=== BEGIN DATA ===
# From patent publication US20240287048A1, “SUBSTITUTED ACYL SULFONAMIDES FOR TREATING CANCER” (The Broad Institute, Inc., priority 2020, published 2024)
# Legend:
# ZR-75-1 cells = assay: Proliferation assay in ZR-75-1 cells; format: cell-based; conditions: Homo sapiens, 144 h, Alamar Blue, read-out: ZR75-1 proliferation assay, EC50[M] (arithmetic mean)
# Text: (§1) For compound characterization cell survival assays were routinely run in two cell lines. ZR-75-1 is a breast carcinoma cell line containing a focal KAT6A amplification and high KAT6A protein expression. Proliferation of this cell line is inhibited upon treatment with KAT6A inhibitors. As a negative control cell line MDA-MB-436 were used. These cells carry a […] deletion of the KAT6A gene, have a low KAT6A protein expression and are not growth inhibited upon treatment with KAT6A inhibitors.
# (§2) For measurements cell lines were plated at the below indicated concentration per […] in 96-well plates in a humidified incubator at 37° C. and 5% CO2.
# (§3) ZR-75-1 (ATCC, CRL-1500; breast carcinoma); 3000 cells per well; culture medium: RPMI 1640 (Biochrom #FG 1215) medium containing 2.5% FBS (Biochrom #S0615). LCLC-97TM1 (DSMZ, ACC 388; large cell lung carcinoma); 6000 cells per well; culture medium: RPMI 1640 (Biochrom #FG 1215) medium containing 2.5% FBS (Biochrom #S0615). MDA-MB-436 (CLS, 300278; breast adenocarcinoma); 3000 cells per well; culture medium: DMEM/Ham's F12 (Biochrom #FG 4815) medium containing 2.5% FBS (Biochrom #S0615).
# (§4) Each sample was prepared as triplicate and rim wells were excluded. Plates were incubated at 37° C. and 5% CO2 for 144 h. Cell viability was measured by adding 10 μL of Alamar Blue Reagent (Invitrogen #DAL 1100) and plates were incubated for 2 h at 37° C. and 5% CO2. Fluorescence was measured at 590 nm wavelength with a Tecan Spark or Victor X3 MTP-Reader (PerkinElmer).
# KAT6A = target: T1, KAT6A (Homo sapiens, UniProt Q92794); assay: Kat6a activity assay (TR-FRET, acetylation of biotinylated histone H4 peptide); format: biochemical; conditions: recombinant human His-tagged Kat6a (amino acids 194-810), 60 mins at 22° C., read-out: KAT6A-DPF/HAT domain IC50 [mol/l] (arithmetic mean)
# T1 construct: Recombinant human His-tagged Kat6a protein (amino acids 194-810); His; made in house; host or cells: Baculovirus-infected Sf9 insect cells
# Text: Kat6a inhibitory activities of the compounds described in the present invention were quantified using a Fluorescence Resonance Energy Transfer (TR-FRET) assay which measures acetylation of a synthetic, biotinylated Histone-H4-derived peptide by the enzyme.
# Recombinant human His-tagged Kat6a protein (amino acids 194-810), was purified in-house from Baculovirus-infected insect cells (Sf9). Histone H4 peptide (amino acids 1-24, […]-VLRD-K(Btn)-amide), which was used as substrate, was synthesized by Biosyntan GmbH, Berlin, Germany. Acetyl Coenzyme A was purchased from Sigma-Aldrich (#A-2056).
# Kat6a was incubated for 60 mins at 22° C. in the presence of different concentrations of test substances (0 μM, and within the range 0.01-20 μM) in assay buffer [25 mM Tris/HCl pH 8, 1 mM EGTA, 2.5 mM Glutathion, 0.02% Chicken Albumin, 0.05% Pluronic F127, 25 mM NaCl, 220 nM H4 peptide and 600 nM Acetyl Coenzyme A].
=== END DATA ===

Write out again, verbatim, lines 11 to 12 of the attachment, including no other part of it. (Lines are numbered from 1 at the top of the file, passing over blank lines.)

# Recombinant human His-tagged Kat6a protein (amino acids 194-810), was purified in-house from Baculovirus-infected insect cells (Sf9). Histone H4 peptide (amino acids 1-24, […]-VLRD-K(Btn)-amide), which was used as substrate, was synthesized by Biosyntan GmbH, Berlin, Germany. Acetyl Coenzyme A was purchased from Sigma-Aldrich (#A-2056).
# Kat6a was incubated for 60 mins at 22° C. in the presence of different concentrations of test substances (0 μM, and within the range 0.01-20 μM) in assay buffer [25 mM Tris/HCl pH 8, 1 mM EGTA, 2.5 mM Glutathion, 0.02% Chicken Albumin, 0.05% Pluronic F127, 25 mM NaCl, 220 nM H4 peptide and 600 nM Acetyl Coenzyme A].